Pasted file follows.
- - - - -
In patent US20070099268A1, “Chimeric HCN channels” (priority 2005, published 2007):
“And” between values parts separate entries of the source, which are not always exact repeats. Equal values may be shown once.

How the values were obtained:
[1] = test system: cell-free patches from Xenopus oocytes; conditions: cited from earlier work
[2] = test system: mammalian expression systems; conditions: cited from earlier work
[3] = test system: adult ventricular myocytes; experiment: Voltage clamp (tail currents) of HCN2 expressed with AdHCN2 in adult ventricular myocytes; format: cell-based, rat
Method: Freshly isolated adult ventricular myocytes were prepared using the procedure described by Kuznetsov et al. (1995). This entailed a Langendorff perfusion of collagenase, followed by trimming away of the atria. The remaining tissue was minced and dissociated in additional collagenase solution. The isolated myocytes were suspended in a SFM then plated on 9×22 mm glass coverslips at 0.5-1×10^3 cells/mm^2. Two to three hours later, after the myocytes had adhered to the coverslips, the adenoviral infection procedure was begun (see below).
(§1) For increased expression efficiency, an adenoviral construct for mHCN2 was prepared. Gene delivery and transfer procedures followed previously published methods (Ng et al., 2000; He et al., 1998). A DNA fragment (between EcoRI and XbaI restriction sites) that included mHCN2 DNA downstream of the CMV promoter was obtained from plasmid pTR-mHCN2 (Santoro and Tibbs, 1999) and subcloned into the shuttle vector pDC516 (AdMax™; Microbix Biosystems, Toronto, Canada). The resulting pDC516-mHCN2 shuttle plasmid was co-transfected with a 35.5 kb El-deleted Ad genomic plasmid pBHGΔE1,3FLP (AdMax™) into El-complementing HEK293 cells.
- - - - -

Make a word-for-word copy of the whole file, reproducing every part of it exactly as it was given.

In patent US20070099268A1, “Chimeric HCN channels” (priority 2005, published 2007):
“And” between values parts separate entries of the source, which are not always exact repeats. Equal values may be shown once.

How the values were obtained:
[1] = test system: cell-free patches from Xenopus oocytes; conditions: cited from earlier work
[2] = test system: mammalian expression systems; conditions: cited from earlier work
[3] = test system: adult ventricular myocytes; experiment: Voltage clamp (tail currents) of HCN2 expressed with AdHCN2 in adult ventricular myocytes; format: cell-based, rat
Method: Freshly isolated adult ventricular myocytes were prepared using the procedure described by Kuznetsov et al. (1995). This entailed a Langendorff perfusion of collagenase, followed by trimming away of the atria. The remaining tissue was minced and dissociated in additional collagenase solution. The isolated myocytes were suspended in a SFM then plated on 9×22 mm glass coverslips at 0.5-1×10^3 cells/mm^2. Two to three hours later, after the myocytes had adhered to the coverslips, the adenoviral infection procedure was begun (see below).
(§1) For increased expression efficiency, an adenoviral construct for mHCN2 was prepared. Gene delivery and transfer procedures followed previously published methods (Ng et al., 2000; He et al., 1998). A DNA fragment (between EcoRI and XbaI restriction sites) that included mHCN2 DNA downstream of the CMV promoter was obtained from plasmid pTR-mHCN2 (Santoro and Tibbs, 1999) and subcloned into the shuttle vector pDC516 (AdMax™; Microbix Biosystems, Toronto, Canada). The resulting pDC516-mHCN2 shuttle plasmid was co-transfected with a 35.5 kb El-deleted Ad genomic plasmid pBHGΔE1,3FLP (AdMax™) into El-complementing HEK293 cells.